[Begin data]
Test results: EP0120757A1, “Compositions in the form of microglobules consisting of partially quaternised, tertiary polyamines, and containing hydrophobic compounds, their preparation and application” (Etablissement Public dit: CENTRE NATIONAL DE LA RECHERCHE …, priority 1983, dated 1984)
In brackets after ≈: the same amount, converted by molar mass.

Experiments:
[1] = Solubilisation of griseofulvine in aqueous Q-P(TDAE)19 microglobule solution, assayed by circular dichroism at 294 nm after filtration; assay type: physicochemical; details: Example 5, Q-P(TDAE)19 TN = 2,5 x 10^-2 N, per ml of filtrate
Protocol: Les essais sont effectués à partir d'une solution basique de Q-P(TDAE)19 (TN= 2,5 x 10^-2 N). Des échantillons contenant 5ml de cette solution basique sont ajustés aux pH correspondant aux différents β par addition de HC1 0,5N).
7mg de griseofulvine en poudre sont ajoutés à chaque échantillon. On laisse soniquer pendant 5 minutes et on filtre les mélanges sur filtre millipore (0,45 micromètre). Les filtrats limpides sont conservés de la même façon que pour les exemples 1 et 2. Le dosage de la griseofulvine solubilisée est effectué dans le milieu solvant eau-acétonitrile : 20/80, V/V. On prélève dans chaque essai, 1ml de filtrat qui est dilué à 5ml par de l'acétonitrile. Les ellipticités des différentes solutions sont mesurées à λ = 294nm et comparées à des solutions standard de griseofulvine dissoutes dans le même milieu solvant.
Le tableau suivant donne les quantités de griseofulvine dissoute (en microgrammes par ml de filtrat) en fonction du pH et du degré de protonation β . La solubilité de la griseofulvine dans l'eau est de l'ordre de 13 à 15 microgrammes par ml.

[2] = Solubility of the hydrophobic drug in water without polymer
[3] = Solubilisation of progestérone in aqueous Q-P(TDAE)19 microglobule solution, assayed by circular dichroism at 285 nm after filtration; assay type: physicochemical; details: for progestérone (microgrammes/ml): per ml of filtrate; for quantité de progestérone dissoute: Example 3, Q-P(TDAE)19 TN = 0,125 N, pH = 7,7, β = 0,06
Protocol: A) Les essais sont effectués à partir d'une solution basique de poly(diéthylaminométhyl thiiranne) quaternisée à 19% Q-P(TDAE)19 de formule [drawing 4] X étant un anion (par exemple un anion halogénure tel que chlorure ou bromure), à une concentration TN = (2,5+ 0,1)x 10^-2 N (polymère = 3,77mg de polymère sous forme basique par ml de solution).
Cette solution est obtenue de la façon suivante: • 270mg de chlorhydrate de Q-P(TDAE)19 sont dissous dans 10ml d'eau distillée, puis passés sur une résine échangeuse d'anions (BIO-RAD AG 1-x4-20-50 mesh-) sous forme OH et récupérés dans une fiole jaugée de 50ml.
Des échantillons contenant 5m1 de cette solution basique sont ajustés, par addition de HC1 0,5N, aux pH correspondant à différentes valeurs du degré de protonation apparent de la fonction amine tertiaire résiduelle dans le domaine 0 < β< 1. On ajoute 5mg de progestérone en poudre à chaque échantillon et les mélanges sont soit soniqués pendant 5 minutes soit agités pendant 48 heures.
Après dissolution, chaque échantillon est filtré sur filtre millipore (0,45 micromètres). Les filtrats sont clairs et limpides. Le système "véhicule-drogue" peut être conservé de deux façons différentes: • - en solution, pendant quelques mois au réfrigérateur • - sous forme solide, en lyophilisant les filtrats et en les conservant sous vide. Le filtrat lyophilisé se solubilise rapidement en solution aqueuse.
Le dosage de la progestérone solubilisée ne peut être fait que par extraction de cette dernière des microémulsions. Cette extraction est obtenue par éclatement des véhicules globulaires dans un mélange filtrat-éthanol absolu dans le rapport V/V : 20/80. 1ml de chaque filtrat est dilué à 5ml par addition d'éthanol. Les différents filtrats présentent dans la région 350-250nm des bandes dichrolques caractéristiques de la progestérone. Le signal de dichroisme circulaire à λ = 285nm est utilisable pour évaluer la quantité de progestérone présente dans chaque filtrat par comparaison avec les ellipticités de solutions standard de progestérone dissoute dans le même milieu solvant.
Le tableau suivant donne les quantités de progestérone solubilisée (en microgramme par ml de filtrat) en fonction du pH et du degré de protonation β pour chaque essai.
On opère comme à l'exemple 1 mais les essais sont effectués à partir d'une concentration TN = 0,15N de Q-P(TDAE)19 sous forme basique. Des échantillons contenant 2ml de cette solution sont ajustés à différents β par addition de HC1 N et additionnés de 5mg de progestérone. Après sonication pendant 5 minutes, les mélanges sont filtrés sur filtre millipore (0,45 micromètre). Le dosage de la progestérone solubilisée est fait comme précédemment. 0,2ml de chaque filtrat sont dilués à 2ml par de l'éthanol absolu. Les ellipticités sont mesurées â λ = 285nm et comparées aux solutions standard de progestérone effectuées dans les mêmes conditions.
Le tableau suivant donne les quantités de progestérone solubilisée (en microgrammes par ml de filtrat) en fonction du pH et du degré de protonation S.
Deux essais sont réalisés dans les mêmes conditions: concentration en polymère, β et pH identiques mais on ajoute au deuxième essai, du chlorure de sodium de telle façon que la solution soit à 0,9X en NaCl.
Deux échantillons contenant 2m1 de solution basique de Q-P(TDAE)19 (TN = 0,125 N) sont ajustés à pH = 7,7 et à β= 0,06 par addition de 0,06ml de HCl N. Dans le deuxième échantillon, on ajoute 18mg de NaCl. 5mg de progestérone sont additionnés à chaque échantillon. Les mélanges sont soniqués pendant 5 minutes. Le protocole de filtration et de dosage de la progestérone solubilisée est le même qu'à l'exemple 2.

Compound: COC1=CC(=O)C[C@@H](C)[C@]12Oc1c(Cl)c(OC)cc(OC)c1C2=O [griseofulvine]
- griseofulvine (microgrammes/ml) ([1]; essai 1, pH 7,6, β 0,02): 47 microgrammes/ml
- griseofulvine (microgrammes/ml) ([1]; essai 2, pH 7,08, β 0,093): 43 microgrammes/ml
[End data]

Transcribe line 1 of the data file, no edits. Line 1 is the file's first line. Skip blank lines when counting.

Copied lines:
Test results: EP0120757A1, “Compositions in the form of microglobules consisting of partially quaternised, tertiary polyamines, and containing hydrophobic compounds, their preparation and application” (Etablissement Public dit: CENTRE NATIONAL DE LA RECHERCHE …, priority 1983, dated 1984)